This is the blurb from the back cover (helpfully provided from Amazon)
Three years ago, forensics expert David Hunter abandoned his old life after a tragedy nearly destroyed him. Now working as a doctor in a remote Norfolk village, he believes he’s left his past behind.
But then they find what’s left of Sally Palmer…
The body has been savagely mutilated. The police need Hunter’s expertise to find the killer, but he is desperate to remain uninvolved. Then a second woman disappears and the close-knit community that had been Hunter’s refuge becomes a maelstrom of fear and paranoia. No one is exempt from suspicion. Suddenly, there is no place to hide…
When I got this book I was a bit concerned that it might be a bit too gruesome for me. Not sure why considering I chose it! But anyway I kept putting off starting it as a result. I was wrong. The first page or so were a bit gruesome for my tastes but that eased off very quickly and you were left with a very readable book.There were one or two other slightly graphic parts but nothing as gruesome and they weren’t overdone or milked. Overall I’m glad I read this – it’s a good book. In fact I have two of the sequels – Written in Bone and Whispers of the Dead – sat on my desk next to me, that’s how much I enjoyed it.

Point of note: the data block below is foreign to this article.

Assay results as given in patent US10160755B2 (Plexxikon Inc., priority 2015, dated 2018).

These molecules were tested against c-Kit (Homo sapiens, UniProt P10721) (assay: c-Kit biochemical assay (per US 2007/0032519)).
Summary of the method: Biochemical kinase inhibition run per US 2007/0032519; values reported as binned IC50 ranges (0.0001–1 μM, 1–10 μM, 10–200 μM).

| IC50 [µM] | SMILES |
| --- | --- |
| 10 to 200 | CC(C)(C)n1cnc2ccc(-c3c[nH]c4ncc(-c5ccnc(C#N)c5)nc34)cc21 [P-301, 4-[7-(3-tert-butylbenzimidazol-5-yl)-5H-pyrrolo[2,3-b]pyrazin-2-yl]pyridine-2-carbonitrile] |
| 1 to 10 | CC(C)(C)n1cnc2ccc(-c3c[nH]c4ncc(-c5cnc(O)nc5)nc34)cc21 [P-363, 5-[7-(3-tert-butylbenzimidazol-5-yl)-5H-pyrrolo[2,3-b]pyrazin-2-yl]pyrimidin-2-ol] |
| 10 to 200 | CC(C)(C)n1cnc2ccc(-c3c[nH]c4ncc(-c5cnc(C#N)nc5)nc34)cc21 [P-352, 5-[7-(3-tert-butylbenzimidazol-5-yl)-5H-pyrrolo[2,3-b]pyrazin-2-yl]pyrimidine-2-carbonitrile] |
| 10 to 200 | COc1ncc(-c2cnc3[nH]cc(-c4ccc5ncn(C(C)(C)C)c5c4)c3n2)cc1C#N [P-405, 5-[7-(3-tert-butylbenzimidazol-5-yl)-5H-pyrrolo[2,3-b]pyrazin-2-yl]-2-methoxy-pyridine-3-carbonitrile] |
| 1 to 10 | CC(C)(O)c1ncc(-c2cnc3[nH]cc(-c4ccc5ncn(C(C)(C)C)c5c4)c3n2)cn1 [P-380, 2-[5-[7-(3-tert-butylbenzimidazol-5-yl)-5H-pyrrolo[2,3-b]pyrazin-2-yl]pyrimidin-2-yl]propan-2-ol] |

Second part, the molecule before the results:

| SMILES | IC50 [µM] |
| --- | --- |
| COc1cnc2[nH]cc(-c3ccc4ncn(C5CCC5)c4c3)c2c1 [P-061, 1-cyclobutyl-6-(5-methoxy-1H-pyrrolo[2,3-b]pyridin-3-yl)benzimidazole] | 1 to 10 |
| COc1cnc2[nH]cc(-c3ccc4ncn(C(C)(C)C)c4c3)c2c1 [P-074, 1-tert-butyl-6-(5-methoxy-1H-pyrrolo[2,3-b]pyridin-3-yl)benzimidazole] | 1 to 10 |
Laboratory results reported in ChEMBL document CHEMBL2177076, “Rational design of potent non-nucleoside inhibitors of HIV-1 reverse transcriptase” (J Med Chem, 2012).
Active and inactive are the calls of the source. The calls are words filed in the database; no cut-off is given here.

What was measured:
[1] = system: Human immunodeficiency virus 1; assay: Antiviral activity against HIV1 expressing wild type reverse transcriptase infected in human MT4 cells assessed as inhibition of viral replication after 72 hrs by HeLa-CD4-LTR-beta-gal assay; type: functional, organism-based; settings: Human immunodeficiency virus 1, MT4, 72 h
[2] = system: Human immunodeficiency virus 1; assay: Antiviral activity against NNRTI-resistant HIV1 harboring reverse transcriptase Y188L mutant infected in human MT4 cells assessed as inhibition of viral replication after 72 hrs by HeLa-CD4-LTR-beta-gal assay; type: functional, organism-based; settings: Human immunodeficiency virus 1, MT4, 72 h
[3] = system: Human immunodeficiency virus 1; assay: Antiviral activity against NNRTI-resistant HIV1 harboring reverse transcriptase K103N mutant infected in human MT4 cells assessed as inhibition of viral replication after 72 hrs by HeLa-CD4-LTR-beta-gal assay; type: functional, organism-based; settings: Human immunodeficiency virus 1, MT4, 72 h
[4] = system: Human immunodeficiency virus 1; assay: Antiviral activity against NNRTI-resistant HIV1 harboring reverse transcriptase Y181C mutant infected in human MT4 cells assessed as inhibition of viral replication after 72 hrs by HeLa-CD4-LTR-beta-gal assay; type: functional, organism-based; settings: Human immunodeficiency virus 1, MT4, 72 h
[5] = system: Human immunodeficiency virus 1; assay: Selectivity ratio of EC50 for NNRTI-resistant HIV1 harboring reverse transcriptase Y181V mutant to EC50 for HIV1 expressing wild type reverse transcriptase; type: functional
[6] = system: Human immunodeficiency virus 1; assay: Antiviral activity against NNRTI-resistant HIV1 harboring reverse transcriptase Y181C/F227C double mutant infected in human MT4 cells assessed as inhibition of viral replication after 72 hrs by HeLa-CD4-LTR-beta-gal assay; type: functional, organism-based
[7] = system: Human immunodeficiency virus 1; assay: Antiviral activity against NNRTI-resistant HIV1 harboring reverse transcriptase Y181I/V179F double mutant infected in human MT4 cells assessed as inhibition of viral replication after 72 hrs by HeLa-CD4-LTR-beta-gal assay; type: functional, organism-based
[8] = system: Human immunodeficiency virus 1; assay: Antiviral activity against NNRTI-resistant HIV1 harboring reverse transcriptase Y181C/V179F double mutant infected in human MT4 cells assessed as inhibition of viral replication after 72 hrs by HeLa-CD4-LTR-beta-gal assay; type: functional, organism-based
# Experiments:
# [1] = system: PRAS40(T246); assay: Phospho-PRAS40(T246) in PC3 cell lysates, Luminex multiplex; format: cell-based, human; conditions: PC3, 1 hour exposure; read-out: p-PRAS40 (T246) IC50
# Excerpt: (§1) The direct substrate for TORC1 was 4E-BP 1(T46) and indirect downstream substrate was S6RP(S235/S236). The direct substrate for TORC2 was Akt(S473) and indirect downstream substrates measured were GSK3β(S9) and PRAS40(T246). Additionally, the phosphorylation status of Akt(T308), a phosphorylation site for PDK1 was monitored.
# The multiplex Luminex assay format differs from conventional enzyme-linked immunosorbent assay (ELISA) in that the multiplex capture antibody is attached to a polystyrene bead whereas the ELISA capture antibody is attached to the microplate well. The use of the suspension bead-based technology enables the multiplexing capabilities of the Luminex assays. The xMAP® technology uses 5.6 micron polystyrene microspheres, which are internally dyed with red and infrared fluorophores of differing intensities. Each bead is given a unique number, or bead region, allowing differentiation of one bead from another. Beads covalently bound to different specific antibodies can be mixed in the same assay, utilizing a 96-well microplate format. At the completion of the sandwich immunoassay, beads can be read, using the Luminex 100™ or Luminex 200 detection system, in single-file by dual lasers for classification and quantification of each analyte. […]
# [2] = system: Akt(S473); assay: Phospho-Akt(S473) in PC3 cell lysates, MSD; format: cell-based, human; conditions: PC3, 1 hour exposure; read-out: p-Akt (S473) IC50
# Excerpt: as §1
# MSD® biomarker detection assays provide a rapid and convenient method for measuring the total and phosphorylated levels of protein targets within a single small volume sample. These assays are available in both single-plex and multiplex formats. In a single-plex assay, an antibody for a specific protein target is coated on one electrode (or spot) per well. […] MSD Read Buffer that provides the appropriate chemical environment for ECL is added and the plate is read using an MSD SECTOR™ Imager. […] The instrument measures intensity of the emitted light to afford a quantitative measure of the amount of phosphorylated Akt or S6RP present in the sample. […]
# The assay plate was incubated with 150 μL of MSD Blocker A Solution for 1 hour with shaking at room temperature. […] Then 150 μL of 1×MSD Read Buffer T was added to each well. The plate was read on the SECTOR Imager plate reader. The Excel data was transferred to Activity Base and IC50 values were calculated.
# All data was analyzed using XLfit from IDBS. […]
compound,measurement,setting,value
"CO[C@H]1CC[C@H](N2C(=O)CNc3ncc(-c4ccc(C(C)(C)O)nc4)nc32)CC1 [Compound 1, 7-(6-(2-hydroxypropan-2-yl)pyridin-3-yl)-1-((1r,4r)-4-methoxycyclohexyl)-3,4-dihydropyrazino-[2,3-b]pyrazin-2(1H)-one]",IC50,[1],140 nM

I didn’t manage to guess who the bad guy was. At one point I briefly wondered if it could be the guy it turned out to be but dismissed it. The book is full of twists and you keep thinking you know who done it or what’s going to happen next and then it turns out that no, you don’t.
Also this book manages to be disability positive with one of the characters who plays a frequent role in the book being a wheelchair user. And a realistic wheelchair user at that. No super human crips in this book!
Comparing this book to The Accident Man which was the first book I reviewed for the Crime Caper is difficult because they are so different in scope and writing style. Both are great books and I enjoyed them in very different ways – The Accident Man being more of a “what if” to The Chemistry of Death’s straight thriller. But I think I enjoyed this one a little more.